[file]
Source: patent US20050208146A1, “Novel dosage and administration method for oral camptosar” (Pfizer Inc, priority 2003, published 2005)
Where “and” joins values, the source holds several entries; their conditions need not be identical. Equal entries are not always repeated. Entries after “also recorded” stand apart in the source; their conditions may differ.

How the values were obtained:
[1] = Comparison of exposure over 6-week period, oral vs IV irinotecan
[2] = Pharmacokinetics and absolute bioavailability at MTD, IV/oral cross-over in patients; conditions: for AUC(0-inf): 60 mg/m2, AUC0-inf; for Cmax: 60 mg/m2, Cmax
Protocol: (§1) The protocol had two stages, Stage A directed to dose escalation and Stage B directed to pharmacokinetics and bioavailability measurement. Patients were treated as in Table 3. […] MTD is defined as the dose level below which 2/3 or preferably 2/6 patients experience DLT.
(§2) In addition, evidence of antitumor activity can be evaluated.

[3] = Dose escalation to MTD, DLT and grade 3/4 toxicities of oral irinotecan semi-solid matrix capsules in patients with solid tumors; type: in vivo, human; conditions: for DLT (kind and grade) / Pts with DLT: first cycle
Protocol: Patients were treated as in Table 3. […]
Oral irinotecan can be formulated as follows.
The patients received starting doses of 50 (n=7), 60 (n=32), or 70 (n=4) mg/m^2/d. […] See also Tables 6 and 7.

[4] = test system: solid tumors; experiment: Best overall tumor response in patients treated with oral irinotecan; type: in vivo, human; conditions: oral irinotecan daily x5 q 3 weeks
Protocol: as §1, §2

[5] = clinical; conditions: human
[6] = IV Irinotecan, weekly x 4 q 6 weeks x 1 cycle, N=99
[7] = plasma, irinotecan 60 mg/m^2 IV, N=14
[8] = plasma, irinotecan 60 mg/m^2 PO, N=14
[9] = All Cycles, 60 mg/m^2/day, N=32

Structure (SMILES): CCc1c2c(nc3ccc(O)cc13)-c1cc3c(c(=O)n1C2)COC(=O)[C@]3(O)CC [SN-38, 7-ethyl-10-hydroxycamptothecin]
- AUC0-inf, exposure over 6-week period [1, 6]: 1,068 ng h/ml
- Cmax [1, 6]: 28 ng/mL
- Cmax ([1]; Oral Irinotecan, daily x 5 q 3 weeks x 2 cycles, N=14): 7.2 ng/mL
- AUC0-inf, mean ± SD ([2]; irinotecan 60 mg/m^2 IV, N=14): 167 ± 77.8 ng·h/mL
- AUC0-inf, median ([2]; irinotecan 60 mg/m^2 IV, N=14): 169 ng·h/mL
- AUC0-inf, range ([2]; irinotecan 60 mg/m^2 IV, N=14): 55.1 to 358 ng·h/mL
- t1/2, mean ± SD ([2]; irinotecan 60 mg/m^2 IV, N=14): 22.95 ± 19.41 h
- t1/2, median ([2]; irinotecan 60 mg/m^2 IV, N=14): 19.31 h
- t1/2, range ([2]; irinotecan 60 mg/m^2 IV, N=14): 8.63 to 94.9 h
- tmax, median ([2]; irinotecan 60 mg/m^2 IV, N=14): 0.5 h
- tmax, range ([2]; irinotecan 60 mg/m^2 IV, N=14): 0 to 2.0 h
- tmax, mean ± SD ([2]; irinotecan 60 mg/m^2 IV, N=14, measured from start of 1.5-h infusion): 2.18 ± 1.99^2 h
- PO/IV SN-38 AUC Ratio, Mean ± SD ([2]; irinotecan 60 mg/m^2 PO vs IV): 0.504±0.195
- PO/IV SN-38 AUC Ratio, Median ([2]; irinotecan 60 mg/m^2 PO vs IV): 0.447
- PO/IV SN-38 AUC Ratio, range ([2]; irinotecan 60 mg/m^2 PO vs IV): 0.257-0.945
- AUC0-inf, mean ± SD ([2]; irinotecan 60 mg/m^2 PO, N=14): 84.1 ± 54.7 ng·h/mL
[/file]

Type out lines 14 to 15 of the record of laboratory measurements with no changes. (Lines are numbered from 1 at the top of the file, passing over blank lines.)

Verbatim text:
[5] = clinical; conditions: human
[6] = IV Irinotecan, weekly x 4 q 6 weeks x 1 cycle, N=99